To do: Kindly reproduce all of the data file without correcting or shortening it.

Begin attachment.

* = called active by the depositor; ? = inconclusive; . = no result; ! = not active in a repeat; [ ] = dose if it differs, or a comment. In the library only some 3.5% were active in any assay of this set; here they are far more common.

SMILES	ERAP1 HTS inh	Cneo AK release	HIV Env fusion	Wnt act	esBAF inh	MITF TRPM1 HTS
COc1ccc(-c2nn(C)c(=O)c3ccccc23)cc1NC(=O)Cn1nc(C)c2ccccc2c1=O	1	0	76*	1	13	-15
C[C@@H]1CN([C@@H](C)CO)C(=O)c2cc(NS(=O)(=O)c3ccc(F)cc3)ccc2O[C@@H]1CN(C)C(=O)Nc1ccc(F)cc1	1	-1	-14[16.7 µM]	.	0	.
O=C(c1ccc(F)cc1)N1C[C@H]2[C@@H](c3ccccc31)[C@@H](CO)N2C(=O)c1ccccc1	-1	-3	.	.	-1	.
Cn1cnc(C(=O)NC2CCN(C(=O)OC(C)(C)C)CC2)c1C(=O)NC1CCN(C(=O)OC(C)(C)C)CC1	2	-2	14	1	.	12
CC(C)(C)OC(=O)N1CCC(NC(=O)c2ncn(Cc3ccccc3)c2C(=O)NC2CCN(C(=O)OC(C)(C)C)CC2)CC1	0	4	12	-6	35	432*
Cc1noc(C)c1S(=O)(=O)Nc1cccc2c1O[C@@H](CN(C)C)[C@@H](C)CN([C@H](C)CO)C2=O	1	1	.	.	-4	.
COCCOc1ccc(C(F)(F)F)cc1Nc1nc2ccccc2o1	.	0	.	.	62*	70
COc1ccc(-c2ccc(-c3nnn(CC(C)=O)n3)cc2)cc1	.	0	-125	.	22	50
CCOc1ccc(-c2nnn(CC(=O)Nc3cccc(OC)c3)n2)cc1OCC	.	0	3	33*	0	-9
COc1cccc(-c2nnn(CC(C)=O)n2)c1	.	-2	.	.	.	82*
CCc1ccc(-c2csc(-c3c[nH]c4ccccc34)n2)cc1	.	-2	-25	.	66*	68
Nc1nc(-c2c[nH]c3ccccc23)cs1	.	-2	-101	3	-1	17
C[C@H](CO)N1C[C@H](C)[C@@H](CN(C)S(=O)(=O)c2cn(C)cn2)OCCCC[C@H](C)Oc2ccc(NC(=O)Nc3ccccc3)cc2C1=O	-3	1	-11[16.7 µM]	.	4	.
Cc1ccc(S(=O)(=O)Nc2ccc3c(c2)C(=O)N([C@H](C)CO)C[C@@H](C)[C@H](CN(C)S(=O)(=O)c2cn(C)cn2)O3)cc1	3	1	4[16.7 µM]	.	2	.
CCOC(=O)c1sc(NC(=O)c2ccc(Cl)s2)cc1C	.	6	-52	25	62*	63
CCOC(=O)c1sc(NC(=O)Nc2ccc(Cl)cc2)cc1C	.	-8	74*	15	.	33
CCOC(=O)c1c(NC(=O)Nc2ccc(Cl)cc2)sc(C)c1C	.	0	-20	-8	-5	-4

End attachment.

* = called active by the depositor; ? = inconclusive; . = no result; ! = not active in a repeat; [ ] = dose if it differs, or a comment. In the library only some 3.5% were active in any assay of this set; here they are far more common.

SMILES	ERAP1 HTS inh	Cneo AK release	HIV Env fusion	Wnt act	esBAF inh	MITF TRPM1 HTS
COc1ccc(-c2nn(C)c(=O)c3ccccc23)cc1NC(=O)Cn1nc(C)c2ccccc2c1=O	1	0	76*	1	13	-15
C[C@@H]1CN([C@@H](C)CO)C(=O)c2cc(NS(=O)(=O)c3ccc(F)cc3)ccc2O[C@@H]1CN(C)C(=O)Nc1ccc(F)cc1	1	-1	-14[16.7 µM]	.	0	.
O=C(c1ccc(F)cc1)N1C[C@H]2[C@@H](c3ccccc31)[C@@H](CO)N2C(=O)c1ccccc1	-1	-3	.	.	-1	.
Cn1cnc(C(=O)NC2CCN(C(=O)OC(C)(C)C)CC2)c1C(=O)NC1CCN(C(=O)OC(C)(C)C)CC1	2	-2	14	1	.	12
CC(C)(C)OC(=O)N1CCC(NC(=O)c2ncn(Cc3ccccc3)c2C(=O)NC2CCN(C(=O)OC(C)(C)C)CC2)CC1	0	4	12	-6	35	432*
Cc1noc(C)c1S(=O)(=O)Nc1cccc2c1O[C@@H](CN(C)C)[C@@H](C)CN([C@H](C)CO)C2=O	1	1	.	.	-4	.
COCCOc1ccc(C(F)(F)F)cc1Nc1nc2ccccc2o1	.	0	.	.	62*	70
COc1ccc(-c2ccc(-c3nnn(CC(C)=O)n3)cc2)cc1	.	0	-125	.	22	50
CCOc1ccc(-c2nnn(CC(=O)Nc3cccc(OC)c3)n2)cc1OCC	.	0	3	33*	0	-9
COc1cccc(-c2nnn(CC(C)=O)n2)c1	.	-2	.	.	.	82*
CCc1ccc(-c2csc(-c3c[nH]c4ccccc34)n2)cc1	.	-2	-25	.	66*	68
Nc1nc(-c2c[nH]c3ccccc23)cs1	.	-2	-101	3	-1	17
C[C@H](CO)N1C[C@H](C)[C@@H](CN(C)S(=O)(=O)c2cn(C)cn2)OCCCC[C@H](C)Oc2ccc(NC(=O)Nc3ccccc3)cc2C1=O	-3	1	-11[16.7 µM]	.	4	.
Cc1ccc(S(=O)(=O)Nc2ccc3c(c2)C(=O)N([C@H](C)CO)C[C@@H](C)[C@H](CN(C)S(=O)(=O)c2cn(C)cn2)O3)cc1	3	1	4[16.7 µM]	.	2	.
CCOC(=O)c1sc(NC(=O)c2ccc(Cl)s2)cc1C	.	6	-52	25	62*	63
CCOC(=O)c1sc(NC(=O)Nc2ccc(Cl)cc2)cc1C	.	-8	74*	15	.	33
CCOC(=O)c1c(NC(=O)Nc2ccc(Cl)cc2)sc(C)c1C	.	0	-20	-8	-5	-4